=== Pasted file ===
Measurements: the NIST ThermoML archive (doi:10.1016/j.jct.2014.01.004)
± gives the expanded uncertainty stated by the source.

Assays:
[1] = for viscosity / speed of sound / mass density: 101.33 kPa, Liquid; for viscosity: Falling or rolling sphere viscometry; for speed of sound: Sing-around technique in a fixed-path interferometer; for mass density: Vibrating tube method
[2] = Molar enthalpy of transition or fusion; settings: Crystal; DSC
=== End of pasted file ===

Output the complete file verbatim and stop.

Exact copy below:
Measurements: the NIST ThermoML archive (doi:10.1016/j.jct.2014.01.004)
± gives the expanded uncertainty stated by the source.

Assays:
[1] = for viscosity / speed of sound / mass density: 101.33 kPa, Liquid; for viscosity: Falling or rolling sphere viscometry; for speed of sound: Sing-around technique in a fixed-path interferometer; for mass density: Vibrating tube method
[2] = Molar enthalpy of transition or fusion; settings: Crystal; DSC